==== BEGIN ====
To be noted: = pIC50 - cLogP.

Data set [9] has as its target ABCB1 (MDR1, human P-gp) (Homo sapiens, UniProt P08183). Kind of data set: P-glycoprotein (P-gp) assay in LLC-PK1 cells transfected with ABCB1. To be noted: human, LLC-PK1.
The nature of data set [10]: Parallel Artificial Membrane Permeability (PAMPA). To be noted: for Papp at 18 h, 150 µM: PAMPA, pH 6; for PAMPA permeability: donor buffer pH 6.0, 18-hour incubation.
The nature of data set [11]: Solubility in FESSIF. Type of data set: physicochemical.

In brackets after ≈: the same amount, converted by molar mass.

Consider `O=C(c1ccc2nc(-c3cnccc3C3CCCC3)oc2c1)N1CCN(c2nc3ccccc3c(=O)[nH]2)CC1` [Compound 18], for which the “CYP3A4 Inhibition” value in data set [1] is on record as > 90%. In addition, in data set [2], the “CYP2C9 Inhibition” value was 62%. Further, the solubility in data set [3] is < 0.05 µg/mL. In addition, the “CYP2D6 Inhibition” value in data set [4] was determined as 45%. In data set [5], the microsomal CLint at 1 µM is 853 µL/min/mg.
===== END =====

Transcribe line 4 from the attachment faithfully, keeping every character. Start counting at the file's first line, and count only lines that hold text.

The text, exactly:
The nature of data set [11]: Solubility in FESSIF. Type of data set: physicochemical.